Critical Analysis Essay of Olsen’s “I Stand Here Ironing”

Critical Analysis Essay of Olsen’s “I Stand Here Ironing”

One of the most renowned works of Tille Olsen is I Stand Here Ironing. Published in 1961, this story is told through the first person point of view of the mother, It follows her story of how she became mother to her first born, Emily. Throughout the story, she recalls details and thinks about what should or would have done differently as a parent if she had have more experience and better options. In this narrative, the author made use of the themes of motherhood as well as the nature of regret – both of which were exemplified by the narrator.

One of the most prominent and perhaps, most important themes of the story is that of motherhood. More particularly, Olsen presented the selfless and unconditional love of mothers and women. This theme is underlined by the narrator herself who is presented as a hardworking woman unfortunately oppressed by events that took place in her life. In the first part of the story, she is ironing and explains how her mind, like her iron goes back and forth. She recalls how her daughter’s father left her because of poverty. And being a single mother, she needs to work double time so that she can provide her daughter’s needs. The narrator similarly recalls how she worries whenever Emily is sick and how she was labelled as “slow learner” (Olsen 25). Despite of their poverty, it is clear how the narrator did her best to be both a mother and provider to her daughter. In the same way, the narrator recalls her frustrations as a mother and wishes that her child would have better options (Koppelman 177).

What is most interesting about this story is that instead of representing the protagonist as a nurturing and loving mother, she is depicted as a struggling mother. The poverty and lack of better options eventually led her to become somewhat regretful of motherhood. But despite of her failures to fulfil a nurturing role, it is also clear that the narrator did everything in her power to become the best mother she knows how. What other people failed to see is that she carried the burden of parenthood all by herself. While this task requires two parents, she manages to juggle being both a mother and breadwinner. In the same way, she also hopes only for the best for her child.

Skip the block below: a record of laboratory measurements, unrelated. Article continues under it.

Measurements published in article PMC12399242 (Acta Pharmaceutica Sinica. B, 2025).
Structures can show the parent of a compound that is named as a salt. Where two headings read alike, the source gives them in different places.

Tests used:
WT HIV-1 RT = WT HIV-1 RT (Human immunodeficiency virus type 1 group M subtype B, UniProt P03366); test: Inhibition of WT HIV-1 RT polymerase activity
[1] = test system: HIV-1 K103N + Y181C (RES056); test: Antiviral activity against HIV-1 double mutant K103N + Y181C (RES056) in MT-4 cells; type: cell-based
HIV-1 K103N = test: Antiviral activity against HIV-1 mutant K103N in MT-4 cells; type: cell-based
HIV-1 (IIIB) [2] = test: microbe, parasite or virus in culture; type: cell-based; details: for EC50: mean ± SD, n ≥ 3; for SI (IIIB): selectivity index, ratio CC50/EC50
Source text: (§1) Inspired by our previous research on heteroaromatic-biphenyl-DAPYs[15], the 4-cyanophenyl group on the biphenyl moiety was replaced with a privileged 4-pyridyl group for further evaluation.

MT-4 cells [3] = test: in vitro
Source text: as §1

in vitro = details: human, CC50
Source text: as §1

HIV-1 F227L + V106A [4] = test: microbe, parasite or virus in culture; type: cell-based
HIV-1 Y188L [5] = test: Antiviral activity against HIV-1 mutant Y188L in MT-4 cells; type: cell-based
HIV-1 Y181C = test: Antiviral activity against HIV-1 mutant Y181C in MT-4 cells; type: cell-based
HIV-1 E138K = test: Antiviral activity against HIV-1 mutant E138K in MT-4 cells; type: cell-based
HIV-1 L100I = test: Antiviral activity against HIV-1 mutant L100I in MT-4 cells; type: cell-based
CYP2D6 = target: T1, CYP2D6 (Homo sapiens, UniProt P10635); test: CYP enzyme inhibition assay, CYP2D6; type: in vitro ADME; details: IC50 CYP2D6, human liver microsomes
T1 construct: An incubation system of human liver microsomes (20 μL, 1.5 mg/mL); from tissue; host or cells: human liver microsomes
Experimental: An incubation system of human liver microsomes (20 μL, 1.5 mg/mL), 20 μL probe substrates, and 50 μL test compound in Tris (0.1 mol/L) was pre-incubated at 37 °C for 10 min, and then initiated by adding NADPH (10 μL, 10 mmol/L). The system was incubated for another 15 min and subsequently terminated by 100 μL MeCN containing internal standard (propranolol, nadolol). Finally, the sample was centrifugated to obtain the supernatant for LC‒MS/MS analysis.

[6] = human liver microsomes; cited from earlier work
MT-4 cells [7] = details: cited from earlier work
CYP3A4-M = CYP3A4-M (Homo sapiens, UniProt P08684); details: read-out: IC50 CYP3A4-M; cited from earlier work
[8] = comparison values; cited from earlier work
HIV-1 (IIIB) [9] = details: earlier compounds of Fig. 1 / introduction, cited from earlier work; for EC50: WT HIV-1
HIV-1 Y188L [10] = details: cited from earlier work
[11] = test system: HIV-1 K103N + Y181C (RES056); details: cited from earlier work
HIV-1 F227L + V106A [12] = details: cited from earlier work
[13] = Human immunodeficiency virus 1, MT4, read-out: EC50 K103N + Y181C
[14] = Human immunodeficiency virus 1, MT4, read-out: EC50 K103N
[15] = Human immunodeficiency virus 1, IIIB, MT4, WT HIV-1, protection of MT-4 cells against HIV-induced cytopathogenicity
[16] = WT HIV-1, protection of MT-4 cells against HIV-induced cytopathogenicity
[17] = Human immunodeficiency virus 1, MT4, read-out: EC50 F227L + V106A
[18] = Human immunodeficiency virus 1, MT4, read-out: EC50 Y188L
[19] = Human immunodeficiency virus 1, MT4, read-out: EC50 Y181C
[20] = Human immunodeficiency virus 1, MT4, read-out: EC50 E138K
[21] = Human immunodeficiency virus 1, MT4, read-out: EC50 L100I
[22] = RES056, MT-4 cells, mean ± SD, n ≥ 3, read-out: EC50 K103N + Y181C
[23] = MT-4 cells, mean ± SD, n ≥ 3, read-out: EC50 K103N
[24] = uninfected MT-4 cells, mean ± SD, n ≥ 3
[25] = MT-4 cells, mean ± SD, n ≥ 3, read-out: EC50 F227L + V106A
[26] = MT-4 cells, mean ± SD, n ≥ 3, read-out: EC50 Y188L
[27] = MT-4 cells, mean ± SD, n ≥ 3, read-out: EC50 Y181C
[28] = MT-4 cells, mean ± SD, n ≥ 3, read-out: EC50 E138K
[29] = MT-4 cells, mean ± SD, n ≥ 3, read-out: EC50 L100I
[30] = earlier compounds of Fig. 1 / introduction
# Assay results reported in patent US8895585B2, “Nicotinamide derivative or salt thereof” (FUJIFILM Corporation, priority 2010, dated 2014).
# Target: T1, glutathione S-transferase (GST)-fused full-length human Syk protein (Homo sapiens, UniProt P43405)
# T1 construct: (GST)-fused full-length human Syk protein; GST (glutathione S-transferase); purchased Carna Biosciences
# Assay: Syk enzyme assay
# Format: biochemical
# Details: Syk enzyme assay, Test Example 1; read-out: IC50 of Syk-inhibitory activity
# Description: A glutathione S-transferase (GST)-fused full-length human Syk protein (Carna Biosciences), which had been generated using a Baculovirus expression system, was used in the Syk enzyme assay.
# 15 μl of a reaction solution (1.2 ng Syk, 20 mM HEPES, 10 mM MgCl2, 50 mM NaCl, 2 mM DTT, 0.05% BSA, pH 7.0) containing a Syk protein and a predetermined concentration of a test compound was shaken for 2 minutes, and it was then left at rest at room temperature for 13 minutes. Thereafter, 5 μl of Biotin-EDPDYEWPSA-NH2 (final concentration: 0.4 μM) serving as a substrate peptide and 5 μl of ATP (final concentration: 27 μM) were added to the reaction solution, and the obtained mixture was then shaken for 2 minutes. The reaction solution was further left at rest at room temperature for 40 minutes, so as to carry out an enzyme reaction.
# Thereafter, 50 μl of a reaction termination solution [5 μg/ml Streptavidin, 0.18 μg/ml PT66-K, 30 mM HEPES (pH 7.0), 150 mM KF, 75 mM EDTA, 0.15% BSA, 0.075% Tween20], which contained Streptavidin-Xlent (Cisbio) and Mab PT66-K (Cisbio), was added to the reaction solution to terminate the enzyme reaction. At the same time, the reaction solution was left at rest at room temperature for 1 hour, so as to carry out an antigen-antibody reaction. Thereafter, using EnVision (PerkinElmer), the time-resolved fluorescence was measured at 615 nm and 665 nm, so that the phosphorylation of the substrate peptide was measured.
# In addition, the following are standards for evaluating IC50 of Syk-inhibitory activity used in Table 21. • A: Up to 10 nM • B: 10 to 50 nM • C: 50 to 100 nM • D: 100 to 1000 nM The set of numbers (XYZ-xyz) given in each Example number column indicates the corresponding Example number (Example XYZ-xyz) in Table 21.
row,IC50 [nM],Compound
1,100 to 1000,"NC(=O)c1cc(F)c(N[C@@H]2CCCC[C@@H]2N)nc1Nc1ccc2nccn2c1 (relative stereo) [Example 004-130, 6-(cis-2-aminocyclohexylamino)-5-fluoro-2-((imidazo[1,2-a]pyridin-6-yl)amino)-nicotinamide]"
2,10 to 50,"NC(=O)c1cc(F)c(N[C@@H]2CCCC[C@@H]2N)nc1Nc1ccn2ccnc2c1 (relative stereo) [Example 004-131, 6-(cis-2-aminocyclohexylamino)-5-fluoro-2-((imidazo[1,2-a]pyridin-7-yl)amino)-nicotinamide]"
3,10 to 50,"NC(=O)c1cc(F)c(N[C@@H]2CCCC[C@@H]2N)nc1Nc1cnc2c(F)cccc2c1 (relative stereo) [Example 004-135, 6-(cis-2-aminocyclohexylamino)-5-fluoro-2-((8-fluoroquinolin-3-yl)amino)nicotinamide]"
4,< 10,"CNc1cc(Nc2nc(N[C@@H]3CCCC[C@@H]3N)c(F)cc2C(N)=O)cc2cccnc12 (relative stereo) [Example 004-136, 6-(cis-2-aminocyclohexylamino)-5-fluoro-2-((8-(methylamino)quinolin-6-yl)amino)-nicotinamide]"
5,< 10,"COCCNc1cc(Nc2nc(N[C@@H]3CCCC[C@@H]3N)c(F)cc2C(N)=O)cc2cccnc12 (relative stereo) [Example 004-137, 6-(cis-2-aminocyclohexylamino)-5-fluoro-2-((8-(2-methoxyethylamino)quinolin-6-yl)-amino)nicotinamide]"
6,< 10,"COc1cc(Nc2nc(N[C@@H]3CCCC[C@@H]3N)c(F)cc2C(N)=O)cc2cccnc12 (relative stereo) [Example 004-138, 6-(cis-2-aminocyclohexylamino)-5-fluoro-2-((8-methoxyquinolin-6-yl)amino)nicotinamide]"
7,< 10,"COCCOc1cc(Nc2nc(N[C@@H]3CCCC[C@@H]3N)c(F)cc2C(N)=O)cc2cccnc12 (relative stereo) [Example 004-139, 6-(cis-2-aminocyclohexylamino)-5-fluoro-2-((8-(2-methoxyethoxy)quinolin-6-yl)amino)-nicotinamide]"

Another clear theme in this story is the nature of regret. She acknowledges her inability to give her daughter a better life; and it is because of this that she dwells in perpetual regret and emotional defeat. Interestingly, the character of Emily is also responsible for this sense of guilt that her mother feels. In fact, her character stirs up emotions of guilt and regret in her mother in a way that her sibling cannot. This is largely because Emily was born as the first child. More than this, she was the one who was brought in a condition where poverty was a reality of life. this explains why the narrator feels so much guilt and sadness whenever she see her first born. Despite of this, it is also interesting how the narrator offers herself some form of forgiveness as she knows in her heart that she does everything she can to offer her child the best life she could afford (Werlock 24).

Based on the points provided, it can be concluded that the author employed two important themes in this story. This includes the concept of motherhood along with its burdens and the nature of regret – both of which are exemplified by the narrator.





Works Cited

Koppelman, S. Between Mothers and Daughters. NY: Feminist Press, 1987

Olsen, Tillie. I Stand Here Ironing. NY: Rutgers Press, 1995

Werlock, A. Companion to Literature. NY: Infobase, 2009